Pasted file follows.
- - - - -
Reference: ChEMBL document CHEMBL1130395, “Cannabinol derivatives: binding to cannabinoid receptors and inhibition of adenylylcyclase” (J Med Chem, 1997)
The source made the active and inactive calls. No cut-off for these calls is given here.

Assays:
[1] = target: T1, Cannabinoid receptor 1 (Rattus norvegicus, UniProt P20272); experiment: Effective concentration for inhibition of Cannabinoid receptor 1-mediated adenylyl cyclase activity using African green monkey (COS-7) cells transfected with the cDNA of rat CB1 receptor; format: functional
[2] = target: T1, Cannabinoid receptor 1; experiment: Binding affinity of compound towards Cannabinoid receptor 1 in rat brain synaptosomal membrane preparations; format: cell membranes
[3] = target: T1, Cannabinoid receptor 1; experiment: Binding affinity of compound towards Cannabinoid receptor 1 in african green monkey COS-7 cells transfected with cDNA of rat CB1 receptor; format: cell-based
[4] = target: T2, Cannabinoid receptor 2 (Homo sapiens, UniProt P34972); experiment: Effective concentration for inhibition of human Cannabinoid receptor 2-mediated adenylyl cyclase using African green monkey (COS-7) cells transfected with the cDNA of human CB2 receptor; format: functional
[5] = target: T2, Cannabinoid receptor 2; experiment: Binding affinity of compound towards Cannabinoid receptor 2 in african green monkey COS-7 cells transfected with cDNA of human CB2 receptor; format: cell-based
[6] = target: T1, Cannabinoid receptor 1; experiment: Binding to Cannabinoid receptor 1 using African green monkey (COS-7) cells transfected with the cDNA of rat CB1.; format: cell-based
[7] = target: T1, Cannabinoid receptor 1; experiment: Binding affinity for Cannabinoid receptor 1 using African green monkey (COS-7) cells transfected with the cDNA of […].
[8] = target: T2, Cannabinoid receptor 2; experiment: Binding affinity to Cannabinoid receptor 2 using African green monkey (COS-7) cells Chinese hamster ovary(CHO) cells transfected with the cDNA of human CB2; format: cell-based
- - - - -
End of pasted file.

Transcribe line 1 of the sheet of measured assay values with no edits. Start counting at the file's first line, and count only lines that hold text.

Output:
Reference: ChEMBL document CHEMBL1130395, “Cannabinol derivatives: binding to cannabinoid receptors and inhibition of adenylylcyclase” (J Med Chem, 1997)